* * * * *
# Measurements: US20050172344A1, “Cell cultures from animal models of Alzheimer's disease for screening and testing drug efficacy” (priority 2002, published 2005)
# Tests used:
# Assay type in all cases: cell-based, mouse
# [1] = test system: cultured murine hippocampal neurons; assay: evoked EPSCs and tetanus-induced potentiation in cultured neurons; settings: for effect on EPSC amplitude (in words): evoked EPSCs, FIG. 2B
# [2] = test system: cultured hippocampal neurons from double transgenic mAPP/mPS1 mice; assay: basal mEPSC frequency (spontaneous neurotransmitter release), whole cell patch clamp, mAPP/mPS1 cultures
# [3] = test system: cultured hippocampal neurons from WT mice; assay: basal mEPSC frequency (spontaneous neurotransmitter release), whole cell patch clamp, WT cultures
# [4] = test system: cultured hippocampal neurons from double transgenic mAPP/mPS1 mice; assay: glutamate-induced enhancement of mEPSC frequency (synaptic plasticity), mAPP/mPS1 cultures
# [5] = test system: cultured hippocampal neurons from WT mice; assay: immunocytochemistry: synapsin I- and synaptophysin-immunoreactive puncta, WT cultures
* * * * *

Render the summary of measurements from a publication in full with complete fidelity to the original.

# Measurements: US20050172344A1, “Cell cultures from animal models of Alzheimer's disease for screening and testing drug efficacy” (priority 2002, published 2005)
# Tests used:
# Assay type in all cases: cell-based, mouse
# [1] = test system: cultured murine hippocampal neurons; assay: evoked EPSCs and tetanus-induced potentiation in cultured neurons; settings: for effect on EPSC amplitude (in words): evoked EPSCs, FIG. 2B
# [2] = test system: cultured hippocampal neurons from double transgenic mAPP/mPS1 mice; assay: basal mEPSC frequency (spontaneous neurotransmitter release), whole cell patch clamp, mAPP/mPS1 cultures
# [3] = test system: cultured hippocampal neurons from WT mice; assay: basal mEPSC frequency (spontaneous neurotransmitter release), whole cell patch clamp, WT cultures
# [4] = test system: cultured hippocampal neurons from double transgenic mAPP/mPS1 mice; assay: glutamate-induced enhancement of mEPSC frequency (synaptic plasticity), mAPP/mPS1 cultures
# [5] = test system: cultured hippocampal neurons from WT mice; assay: immunocytochemistry: synapsin I- and synaptophysin-immunoreactive puncta, WT cultures